Predicting great success for the BVI International Arbitration Centre (BVI-IAC) over the next few years, stakeholders in the said dispute resolution facility think Government will need to expand its tourism-related infrastructure and services.
Francois Lassalle, who is the Chief Executive Officer at BVI-IAC, said the centre has unlocked a large market for business tourism here in the BVI.
He said such new market will create a demand for increased and improved facilities to accommodate the many persons who will visit the Territory on business.
Lassalle added that he has had talks with Government in relation to the ‘quality of service’ that visitors will experience ‘outside the centre’.
The observation was publicly stated today (May 24) ahead of a major BVI-IAC conference, which is aimed at marketing the BVI as a jurisdiction that provides dispute resolution services to the international business communities.
“There has never been a market for business tourism. This is new. The BVI for the first time needs to convince people that this is a great jurisdiction that they should choose to come and arbitrate, to come and do business… This conference is hopefully going to help with that – people travelling from all over the world to the BVI to talk about arbitration and to try to put the country further,” Lasselle noted.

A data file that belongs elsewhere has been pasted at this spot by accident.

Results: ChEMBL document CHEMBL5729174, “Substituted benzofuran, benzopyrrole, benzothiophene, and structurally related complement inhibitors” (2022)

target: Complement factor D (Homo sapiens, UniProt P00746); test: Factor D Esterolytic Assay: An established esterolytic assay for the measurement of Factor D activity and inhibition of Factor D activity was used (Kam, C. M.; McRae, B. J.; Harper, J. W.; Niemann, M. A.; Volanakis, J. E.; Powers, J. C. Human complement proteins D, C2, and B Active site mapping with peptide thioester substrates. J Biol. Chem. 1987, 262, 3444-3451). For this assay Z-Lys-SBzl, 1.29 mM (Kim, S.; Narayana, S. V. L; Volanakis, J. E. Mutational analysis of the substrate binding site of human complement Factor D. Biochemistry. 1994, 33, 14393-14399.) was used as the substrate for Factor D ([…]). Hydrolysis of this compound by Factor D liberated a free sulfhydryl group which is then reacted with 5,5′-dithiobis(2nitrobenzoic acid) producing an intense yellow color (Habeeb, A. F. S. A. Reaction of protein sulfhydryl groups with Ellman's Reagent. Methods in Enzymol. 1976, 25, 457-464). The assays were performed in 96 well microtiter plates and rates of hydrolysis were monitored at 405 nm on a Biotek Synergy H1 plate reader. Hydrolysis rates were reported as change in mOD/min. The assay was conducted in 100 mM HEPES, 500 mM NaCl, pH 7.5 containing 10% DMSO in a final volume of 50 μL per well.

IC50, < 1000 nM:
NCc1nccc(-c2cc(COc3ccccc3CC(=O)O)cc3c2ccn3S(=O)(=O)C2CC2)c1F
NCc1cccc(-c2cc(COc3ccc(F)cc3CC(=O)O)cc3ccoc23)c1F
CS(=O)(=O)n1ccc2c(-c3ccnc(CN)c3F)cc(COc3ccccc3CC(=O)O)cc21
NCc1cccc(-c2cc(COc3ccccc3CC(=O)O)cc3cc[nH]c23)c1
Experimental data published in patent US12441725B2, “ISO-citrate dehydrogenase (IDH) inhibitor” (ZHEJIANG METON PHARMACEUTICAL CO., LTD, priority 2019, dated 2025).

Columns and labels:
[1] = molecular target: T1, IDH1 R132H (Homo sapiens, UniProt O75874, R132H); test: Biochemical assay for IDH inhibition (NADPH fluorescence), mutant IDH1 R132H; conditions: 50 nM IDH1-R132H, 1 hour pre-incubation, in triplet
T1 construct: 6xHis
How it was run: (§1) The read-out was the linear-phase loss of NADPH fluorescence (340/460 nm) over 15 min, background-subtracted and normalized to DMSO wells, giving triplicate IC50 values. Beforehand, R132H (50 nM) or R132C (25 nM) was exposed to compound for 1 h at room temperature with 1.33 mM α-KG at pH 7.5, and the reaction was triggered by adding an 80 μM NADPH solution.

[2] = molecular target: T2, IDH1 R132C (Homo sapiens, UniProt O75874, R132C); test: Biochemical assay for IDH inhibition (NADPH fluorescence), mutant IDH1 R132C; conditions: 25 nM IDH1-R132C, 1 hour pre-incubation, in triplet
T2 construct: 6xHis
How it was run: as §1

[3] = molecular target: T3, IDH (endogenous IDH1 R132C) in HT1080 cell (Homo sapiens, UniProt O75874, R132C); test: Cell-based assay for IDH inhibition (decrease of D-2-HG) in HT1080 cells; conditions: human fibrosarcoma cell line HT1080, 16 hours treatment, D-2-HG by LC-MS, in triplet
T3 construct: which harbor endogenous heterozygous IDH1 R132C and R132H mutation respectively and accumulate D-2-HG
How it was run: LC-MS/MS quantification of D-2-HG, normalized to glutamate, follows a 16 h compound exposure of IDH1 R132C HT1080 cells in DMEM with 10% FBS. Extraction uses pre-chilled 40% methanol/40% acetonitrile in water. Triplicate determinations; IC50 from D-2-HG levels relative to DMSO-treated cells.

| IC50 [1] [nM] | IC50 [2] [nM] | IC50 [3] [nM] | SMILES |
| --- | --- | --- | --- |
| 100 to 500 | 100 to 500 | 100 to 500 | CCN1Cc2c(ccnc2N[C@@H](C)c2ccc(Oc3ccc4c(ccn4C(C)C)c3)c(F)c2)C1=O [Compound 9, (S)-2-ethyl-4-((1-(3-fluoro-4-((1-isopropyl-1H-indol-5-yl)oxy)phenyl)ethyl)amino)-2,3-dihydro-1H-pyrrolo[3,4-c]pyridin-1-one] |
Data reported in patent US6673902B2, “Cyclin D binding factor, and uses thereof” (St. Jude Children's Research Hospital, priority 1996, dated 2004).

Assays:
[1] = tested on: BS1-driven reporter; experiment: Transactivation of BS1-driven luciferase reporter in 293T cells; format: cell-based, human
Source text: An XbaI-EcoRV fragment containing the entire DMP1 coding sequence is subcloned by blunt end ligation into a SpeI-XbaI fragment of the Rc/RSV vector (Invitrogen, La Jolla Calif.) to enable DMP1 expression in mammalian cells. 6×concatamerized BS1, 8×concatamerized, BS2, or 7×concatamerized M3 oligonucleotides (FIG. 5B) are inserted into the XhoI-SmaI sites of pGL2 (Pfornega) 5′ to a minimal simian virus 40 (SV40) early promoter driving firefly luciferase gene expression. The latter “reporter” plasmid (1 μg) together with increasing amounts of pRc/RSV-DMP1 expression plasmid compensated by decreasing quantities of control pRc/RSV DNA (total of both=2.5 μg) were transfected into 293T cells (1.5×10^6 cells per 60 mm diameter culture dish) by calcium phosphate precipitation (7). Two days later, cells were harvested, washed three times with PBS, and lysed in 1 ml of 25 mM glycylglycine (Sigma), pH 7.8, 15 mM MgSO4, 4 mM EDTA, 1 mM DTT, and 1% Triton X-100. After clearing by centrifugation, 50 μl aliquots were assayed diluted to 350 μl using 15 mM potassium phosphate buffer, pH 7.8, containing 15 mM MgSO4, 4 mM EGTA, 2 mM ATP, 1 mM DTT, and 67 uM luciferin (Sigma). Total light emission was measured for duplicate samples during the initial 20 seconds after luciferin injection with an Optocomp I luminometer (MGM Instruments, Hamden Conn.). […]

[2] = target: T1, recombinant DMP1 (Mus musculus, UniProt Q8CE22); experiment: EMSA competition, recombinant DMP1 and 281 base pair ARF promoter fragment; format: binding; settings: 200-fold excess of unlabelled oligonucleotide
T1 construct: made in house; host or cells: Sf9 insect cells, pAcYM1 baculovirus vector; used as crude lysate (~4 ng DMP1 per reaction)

The conference, which will be held next week as part of BVI Arbitration Week 2017, is to be attended by some 50 persons who are based overseas.
“For this conference, we have about 100 attendees and about 50 of those are internationally attending from the US, from other Caribbean countries, from London; and we’ve been helping them to find accommodations to stay as of right now. There are very decent options. For a range of budgets, we’ve got people staying at Maria’s By The Sea, Peter Island, The Moorings, Surfsong, Sebastian’s,” said Kate Mullan from Business BVI – organiser of the conference.
She further said: “Whilst I think the product in the BVI needs to grow accordingly, when we get to that 40, 80, 100 cases [at the arbitration centre] a year, we need to expand our product, but it’s already there. The quality of accommodations – it is already there. Yes, [there] are minor things that we will need to talk about [such as] infrastructure. Government already has a plan for that, and these things always need improving. But it’s not a barrier to where we are right now.”
The conference next week will last a day-and-a-half, and will include a presentation by President of the Caribbean Court of Justice Sir Charles Michael Dennis Byron.
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